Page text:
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Kevin Krauter Confronts His Sexuality Against a Midwestern Backdrop

On Full Hand, the Indiana-based Hoops member vaguely faces the struggle between queerness and religion

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Kevin Krauter Confronts His Sexuality Against a Midwestern Backdrop

The Midwest has long had a reputation for being inhospitable to LGBTQ+ people. The fight for equality in the Midwest is ongoing (not that it’s ever complete anywhere, even San Francisco), and the states unfriendliest to LGBTQ+ people are mostly in the middle of the country. It’s against this background—queerness in a region that represses and marginalizes it—that Indiana musician Kevin Krauter, bassist of indie-pop trio Hoops, implicitly confronts his sexuality throughout his sophomore solo outing, Full Hand.

“A lot of the lyrics touch on how I was raised religiously, touch on me understanding my sexuality more and more in recent years,” Krauter says in the bio accompanying Full Hand. Religion and queerness have long had a complicated relationship; it’s a push-pull dynamic that’s guided recent cultural touchstones including the penultimate episode of teen drama Sex Education’s second season, Pete Buttigieg’s woeful presidential campaign and Julien Baker’s entire catalog. Religion and society at large often force people to first explore their queerness in the shadows and out of the view of institutions, friends, and loved ones who may or may not support it, and Krauter’s language throughout Full Hand is steeped in this secrecy. Through his word choices, he elides explicit discussions of his sexuality—though it’s important to note that Krauter currently dating a woman doesn’t disqualify his queerness—in favor of vague images that other LGBTQ+ folks might nevertheless interpret as coding foundational queer experiences.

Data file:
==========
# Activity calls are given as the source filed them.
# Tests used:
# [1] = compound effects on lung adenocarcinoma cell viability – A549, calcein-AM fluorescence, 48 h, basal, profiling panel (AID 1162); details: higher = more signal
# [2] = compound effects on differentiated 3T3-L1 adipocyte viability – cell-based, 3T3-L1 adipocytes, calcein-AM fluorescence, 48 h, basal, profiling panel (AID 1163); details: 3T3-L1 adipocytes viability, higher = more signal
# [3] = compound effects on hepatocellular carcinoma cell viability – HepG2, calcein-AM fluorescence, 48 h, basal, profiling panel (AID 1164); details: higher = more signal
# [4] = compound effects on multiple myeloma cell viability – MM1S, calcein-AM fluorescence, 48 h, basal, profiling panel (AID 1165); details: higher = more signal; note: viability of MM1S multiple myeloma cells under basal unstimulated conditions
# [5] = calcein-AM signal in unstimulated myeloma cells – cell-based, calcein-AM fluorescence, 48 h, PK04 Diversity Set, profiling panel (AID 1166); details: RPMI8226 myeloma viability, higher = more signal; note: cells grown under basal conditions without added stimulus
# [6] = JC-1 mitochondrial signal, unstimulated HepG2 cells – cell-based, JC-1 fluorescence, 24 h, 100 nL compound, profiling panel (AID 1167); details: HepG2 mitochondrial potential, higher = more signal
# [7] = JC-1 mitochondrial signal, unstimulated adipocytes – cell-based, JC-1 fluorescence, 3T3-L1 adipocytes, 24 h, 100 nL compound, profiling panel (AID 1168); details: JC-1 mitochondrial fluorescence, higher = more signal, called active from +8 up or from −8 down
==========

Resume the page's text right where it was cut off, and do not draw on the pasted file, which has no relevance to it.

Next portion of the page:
Take “Surprise” as an example. “Sometimes I feel like a guilty pleasure / Sometimes it don’t feel like pleasure at all,” Krauter sings over a gauzy, sprightly mess of synths and dream-pop guitars. This couplet is ambiguous, but queer people might identify in it the agony of dating while you or your partner (or both of you) aren’t yet out: Sneaking around can be fun at first, but it quickly turns exhausting. “Glued to my phone, I’m just trying to hear you / Sweat on the glass burning holes in my hand,” Krauter later sings, adding the nausea of sleuth-texting and waiting for that long overdue reply to the track’s queer adventure.

Krauter tends to write around sexuality rather than addressing it head-on, which often works but sometimes leaves more to be desired. When he sings “I am telling you this like a juvenile in secret / Confident and trusting you to keep it” over the despondent acoustic whispers of “Kept,” he could be coming out to a close friend or confessing to God in a traditionally Christian manner. The ambiguity is charming, with enough wiggle room for listeners to interpret this track’s events as they see fit. Conversely, on the lightly snapping, dawn-fogged ditty “How,” lyrics such as “What a trip to confront the truth inside your heart / Spilling out in the sunset glowing in the dark” aren’t poignant enough to make the question of whether this song is about realizing one’s atheism or queerness all that compelling.

When Krauter occasionally abandons the nebulous for the concrete, Full Hand leaps forth with full potency. “Tell that pretty boy I want to see him dance, dance away,” from single “Pretty Boy,” is the album’s most explicitly queer lyric by a long shot, and Krauter’s aching warble and wistful guitars are as affecting as his wish. On “Piper,” he depicts the apparent calamitousness of a minuscule fashion struggle with lyrical deftness he doesn’t often achieve on Full Hand. “Spent the evening looking in the mirror and tucking my shirt back in / Play with my hair till I throw up both my hands, say ‘fuck it’ and just give in,” he sighs over a plodding keyboard arrangement, and anyone who’s ever cared way too much about appearing to wear proper-fitting clothes (here’s to Queer Eye giving a whole generation of queer people anxiety about the French tuck) will immediately feel seen. Were Krauter to this immaculately detail his struggles with sexuality and religion more often, listeners might find themselves with fuller hands, but halfway there ain’t bad either.

Revisit Kevin Krauter’s Paste session from January:

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